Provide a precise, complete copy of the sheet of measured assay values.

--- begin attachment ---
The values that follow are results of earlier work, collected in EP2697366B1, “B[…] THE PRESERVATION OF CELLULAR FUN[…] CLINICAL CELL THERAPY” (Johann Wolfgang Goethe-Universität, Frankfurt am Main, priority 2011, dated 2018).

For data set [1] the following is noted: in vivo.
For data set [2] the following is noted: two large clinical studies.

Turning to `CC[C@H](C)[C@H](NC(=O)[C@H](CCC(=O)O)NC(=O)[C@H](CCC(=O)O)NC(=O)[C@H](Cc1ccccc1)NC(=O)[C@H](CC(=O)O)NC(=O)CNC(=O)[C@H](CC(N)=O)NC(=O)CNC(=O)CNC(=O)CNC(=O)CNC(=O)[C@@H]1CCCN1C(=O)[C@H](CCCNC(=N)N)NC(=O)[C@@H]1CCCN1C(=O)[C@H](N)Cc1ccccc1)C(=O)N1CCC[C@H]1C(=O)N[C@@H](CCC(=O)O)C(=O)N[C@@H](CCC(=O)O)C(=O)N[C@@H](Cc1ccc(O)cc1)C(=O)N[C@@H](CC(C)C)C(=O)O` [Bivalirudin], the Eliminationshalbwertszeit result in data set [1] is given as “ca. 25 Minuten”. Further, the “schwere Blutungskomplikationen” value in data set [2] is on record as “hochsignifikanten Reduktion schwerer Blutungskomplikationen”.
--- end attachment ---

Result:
The values that follow are results of earlier work, collected in EP2697366B1, “B[…] THE PRESERVATION OF CELLULAR FUN[…] CLINICAL CELL THERAPY” (Johann Wolfgang Goethe-Universität, Frankfurt am Main, priority 2011, dated 2018).

For data set [1] the following is noted: in vivo.
For data set [2] the following is noted: two large clinical studies.

Turning to `CC[C@H](C)[C@H](NC(=O)[C@H](CCC(=O)O)NC(=O)[C@H](CCC(=O)O)NC(=O)[C@H](Cc1ccccc1)NC(=O)[C@H](CC(=O)O)NC(=O)CNC(=O)[C@H](CC(N)=O)NC(=O)CNC(=O)CNC(=O)CNC(=O)CNC(=O)[C@@H]1CCCN1C(=O)[C@H](CCCNC(=N)N)NC(=O)[C@@H]1CCCN1C(=O)[C@H](N)Cc1ccccc1)C(=O)N1CCC[C@H]1C(=O)N[C@@H](CCC(=O)O)C(=O)N[C@@H](CCC(=O)O)C(=O)N[C@@H](Cc1ccc(O)cc1)C(=O)N[C@@H](CC(C)C)C(=O)O` [Bivalirudin], the Eliminationshalbwertszeit result in data set [1] is given as “ca. 25 Minuten”. Further, the “schwere Blutungskomplikationen” value in data set [2] is on record as “hochsignifikanten Reduktion schwerer Blutungskomplikationen”.